Art Nouveau

At the end of the XIXth century, in reaction to the old academic buildings, reworked and not very creative, suddenly appears a totally innovative, rupturist architectural style.

Quickly baptized in Belgium and France, Art Nouveau, it developed throughout Europe and even in the United States and as far as Buenos Aires and Cuba. Made of curves, colors, rhythm, it was inspired by nature, trees, flowers, insects, shells, animals, whether indigenous, exotic, symbolist or mythical. The feminine figure was often superbly idealized. Each country had its tenors and its own styles: Hector Guimard in France, Antoni Gaudi in Spain, Otto Wagner in Austria, Charles R. Mackintosh in the United Kingdom for the most famous.

In Belgium, they were numerous, all remarkably inventive. Paul Hankar, Henry van de Velde, Gustave Strauven, Paul Cauchie, Ernest Blerot, Ernest Delune, Albert Rosenboom, and of course the master, Victor Horta, with an international reputation and who was the first to use the curved line.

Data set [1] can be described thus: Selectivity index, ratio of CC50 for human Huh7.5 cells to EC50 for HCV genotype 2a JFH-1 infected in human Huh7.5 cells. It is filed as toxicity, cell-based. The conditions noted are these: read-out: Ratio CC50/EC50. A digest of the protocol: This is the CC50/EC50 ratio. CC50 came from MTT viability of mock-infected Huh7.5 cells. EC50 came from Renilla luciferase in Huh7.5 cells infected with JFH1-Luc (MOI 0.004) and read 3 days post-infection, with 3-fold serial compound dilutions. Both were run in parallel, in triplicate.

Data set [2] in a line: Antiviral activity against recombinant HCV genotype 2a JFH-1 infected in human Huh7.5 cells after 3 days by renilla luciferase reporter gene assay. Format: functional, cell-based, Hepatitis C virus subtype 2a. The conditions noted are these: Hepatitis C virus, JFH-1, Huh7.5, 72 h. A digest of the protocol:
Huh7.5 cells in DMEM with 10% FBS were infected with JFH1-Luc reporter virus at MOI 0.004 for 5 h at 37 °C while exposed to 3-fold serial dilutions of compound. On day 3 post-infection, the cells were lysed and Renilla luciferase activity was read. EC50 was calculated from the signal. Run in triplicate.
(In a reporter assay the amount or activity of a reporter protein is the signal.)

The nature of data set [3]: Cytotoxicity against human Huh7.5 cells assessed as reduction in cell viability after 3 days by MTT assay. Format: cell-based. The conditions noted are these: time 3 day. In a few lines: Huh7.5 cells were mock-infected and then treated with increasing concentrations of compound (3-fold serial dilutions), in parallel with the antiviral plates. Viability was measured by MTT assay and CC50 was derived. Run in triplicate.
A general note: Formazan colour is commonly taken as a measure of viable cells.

Total art, all elements of architecture and interior decoration, were thought out, worked on, drawn to integrate with each other in harmony. Ironwork, bricks, stones, mosaics, woodwork, frescoes, stained-glass windows,… all visible elements such as ornaments and furniture respond to one another in an exuberant symphony of shapes, colors, materials, light.

Having reached such a climax, this particular style could only decline. Pushed in the back by a reductive and reactionary nationalism that saw creativity as a threat to their far-right ideas. The First World War saw the end for Art Nouveau which, in its geometric period, already gave way to Art Deco.

To learn all about Art Nouveau, visit the dedicated page on Wikipedia.


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